James Nisbet Commentary - 1 Timothy 2:8 - 2:8

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James Nisbet Commentary - 1 Timothy 2:8 - 2:8

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This Chapter Verse Commentaries:


‘I will therefore that men pray every where, lifting up holy hands, without wrath and doubting.’


If there be one feeling more strongly fixed in man than another it is that of dependence. Pride may exist, but one still feels dependent. One objection heard against prayer is that God has fixed all things. So He has, but not absolutely; e.g. farmer must sow wheat or no harvest. The object of prayer is not to make God acquainted with our needs, but to deepen our feeling of dependence. In prayer we are obeying God’s command. He knows our need, but says, ‘For this I will be inquired of,’ etc.

I. The nature of prayer.

(a) It is directed to the Father, through the Son, by the Spirit.

(b) It is the expression of a need which is felt.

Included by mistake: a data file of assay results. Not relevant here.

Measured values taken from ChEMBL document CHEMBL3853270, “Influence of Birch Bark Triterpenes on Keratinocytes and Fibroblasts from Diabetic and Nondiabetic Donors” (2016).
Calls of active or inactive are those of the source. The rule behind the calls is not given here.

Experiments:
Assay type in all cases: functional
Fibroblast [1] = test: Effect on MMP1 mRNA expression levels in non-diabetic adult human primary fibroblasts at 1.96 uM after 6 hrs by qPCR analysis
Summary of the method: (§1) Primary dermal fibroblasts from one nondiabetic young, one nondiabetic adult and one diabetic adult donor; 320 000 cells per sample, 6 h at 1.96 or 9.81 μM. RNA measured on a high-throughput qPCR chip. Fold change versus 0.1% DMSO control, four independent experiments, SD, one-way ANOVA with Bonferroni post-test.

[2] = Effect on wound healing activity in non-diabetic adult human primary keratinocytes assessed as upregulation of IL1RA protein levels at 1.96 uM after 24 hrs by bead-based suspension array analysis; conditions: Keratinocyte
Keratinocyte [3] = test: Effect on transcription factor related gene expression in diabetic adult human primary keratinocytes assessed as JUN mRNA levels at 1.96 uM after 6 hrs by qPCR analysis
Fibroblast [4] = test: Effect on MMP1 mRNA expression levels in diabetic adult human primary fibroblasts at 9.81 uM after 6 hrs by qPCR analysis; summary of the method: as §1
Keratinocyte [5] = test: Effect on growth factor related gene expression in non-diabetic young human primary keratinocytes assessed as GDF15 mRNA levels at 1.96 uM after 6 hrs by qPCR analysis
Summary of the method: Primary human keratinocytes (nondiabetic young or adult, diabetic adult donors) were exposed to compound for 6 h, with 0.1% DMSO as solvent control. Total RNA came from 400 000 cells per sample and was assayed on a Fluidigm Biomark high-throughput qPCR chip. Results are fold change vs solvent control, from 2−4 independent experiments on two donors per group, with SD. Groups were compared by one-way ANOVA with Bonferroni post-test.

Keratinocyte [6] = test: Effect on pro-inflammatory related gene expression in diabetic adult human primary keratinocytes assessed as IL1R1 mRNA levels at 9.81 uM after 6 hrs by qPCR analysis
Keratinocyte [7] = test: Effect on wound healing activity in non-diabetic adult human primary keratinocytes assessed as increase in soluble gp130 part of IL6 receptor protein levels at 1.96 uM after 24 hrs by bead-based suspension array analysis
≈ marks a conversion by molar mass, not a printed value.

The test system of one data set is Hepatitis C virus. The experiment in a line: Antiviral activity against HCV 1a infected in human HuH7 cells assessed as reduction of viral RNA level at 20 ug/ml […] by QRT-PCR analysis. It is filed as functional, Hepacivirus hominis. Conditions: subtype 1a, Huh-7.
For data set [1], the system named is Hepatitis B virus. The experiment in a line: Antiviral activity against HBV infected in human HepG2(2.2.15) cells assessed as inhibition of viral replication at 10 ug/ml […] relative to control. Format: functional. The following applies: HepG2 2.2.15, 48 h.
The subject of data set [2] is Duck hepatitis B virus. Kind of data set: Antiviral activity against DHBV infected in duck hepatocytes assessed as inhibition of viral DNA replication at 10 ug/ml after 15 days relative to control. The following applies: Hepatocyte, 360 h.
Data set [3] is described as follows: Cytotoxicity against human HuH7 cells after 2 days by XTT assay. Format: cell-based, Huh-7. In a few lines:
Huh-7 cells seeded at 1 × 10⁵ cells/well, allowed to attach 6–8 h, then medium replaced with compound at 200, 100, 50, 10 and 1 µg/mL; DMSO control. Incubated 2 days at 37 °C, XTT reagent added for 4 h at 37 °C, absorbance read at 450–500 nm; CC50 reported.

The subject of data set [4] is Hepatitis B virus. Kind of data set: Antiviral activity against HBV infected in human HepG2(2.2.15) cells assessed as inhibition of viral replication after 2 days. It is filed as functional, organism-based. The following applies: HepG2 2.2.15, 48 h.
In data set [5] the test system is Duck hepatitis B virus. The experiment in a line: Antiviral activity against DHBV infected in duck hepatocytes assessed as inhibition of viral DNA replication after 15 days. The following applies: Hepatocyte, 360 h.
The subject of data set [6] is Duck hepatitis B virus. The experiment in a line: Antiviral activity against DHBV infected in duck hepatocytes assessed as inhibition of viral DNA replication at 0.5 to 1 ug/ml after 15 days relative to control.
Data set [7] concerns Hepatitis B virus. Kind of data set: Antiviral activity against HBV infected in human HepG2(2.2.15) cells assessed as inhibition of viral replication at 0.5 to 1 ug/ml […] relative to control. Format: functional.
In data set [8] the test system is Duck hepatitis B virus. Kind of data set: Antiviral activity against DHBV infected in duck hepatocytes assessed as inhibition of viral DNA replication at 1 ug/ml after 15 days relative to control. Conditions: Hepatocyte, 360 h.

II. Characteristics of prayer (see text),

(a) Purity of motive.

(b) It must be the expression of the heart.

(c) It must be offered in a spirit of charity.

(d) There must be confidence. ‘He that cometh to God must believe that He is, and that He is a rewarder of them that diligently seek Him.’

III. Universality of prayer.

(a) Always. In need, danger, world, family, home, abroad.

(b) In all places. In consecrated places and unconsecrated places. ‘Where two or three,’ etc.


‘A man of learning, but an unbeliever, was once travelling in Manilla on a scientific expedition. He was escorted by a native of rank. When about to start, the native requested the white stranger to pray to his God. He declined, because he was not a man of prayer. The native then said, “Well, some God must be prayed to, so you will excuse me if I pray to mine.” The unbeliever was thus rebuked by the heathen. Its effect was that the man who went in search of curiosities returned a child of God, and having found the pearl of great price. His next visit is to be as a missionary to preach Christ.’